All it takes is a little prayer
Published 12:00 am Wednesday, April 6, 2011
I’m not generally one frightened by bad weather.
In fact, I usually love it. Odd sentiment, I know, considering I’m not a meteorologist or an on-air weather girl.
But for the majority of those in the news business, storms equal stories – hence my affection of rain and wind.
On the flipside, I also love rain this time of year because that’s one less night spent at the ballpark, but the rain didn’t make it there early enough for us to skip the ball game.
I shouldn’t complain – I know they’ll only be young once – but with three girls, three different teams, it makes it a little rough.
However, I digress…like I said I’m not usually scared of bad weather, but that was not the case Monday as the “wind and rain” event made its way through Covington County.
When the ballgame started a 6 p.m., the sky was purple, and it was hot – the two signs that tell any good Southerner to batten down the hatches.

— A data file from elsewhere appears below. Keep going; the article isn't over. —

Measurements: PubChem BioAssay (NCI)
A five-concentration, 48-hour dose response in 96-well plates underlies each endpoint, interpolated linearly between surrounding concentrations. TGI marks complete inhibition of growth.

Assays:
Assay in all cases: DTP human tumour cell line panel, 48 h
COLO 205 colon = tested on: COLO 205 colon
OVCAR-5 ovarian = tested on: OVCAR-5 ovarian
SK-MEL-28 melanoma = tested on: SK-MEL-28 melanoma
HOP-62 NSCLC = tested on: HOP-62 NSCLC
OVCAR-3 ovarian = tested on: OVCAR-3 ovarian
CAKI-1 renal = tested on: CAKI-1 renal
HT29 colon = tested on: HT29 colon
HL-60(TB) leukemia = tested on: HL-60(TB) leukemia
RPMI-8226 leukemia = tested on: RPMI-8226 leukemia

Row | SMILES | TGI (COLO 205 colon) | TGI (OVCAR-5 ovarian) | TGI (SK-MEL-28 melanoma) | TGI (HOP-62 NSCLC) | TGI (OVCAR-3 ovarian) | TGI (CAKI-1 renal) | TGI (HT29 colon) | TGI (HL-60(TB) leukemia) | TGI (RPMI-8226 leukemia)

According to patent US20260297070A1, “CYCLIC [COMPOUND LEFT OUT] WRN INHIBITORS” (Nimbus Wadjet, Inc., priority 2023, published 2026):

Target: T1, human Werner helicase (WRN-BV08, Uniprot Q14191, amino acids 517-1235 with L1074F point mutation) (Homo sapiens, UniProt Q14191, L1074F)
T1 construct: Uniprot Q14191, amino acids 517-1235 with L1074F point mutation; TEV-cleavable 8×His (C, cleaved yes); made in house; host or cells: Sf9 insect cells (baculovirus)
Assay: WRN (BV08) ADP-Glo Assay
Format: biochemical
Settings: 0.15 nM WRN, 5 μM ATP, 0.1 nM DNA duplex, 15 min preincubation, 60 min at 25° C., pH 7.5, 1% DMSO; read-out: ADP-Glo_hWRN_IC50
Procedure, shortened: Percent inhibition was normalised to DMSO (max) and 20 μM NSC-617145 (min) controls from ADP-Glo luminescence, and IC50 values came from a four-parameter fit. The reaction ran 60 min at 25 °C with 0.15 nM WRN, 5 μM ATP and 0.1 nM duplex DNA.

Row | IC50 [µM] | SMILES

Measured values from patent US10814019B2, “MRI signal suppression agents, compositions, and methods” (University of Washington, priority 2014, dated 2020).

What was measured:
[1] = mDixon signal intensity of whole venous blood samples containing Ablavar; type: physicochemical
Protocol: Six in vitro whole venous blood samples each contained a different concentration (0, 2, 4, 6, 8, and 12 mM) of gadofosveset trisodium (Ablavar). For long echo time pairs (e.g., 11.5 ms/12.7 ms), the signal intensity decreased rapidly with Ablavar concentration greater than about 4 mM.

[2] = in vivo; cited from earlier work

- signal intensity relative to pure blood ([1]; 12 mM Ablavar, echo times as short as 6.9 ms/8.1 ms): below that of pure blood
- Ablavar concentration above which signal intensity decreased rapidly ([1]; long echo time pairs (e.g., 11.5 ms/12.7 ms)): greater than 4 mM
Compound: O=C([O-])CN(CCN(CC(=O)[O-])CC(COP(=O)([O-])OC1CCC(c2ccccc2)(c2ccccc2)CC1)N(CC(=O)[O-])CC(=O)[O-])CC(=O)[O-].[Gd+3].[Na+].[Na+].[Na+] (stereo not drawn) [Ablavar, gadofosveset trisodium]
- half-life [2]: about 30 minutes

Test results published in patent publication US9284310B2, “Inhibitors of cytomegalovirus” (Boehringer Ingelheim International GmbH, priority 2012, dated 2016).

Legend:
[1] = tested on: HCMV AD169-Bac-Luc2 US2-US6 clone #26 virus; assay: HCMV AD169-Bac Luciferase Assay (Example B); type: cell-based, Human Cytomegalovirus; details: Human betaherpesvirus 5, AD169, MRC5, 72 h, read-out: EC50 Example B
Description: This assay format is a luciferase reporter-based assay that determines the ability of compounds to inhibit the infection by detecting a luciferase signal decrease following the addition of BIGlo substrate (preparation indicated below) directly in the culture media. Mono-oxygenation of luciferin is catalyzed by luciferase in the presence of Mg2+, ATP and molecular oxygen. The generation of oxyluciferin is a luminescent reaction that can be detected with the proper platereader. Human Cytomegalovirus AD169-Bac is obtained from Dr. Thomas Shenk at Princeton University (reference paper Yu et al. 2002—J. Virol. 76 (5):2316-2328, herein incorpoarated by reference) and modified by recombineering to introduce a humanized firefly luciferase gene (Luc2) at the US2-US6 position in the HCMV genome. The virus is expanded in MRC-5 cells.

The umpire had no sooner called “game” around 8 p.m. when the bottom fell out. It was the funniest sight to watch everybody scatter like ants whose hill just got ran over by the lawnmower.
It was 8:45 p.m. before we made it home. I threw everyone in the shower, made them brush their teeth and bundled them in bed by 9:30 p.m. It was just enough time for me to settle onto the couch for a little TV before the deluge started.
The sound of the rain hitting the house was comforting at first. At 10 p.m., I decided to head to bed myself. By 11 p.m., I was wishing I’d gone across the road to my brother’s house.
The thunder was pounding so hard it shook the windows. The lightning flashed every two seconds. The wind – well, the wind was howling so fierce that it shook the house.
I kept peeping out the window, convinced it was going to be that scene from “Twister” where the lighting flashes just enough for them to see the tornado coming.
It scared me so bad, I very nearly called my sweet thing crying because I was convinced we were going to be blown over into the woods.
Instead, I calmed myself and sat in the center of the bed and did the one thing that I knew that would help – I prayed.
I prayed that we’d survive the night without any loss of life, limb or property.
I prayed for those who were out working in the horrific weather.
I prayed that our power didn’t go out.
Most importantly, I prayed that God would keep my children safe.
And He delivered.
My children never woke up – not even when that crack of lightning hit some poor tree out behind the house.
They never made a sound when all the lawn furniture whopped itself up against the side of the house.
They never even whimpered when the hail hit the windows.
All I can say is “Thank you Jesus. We survived the night.”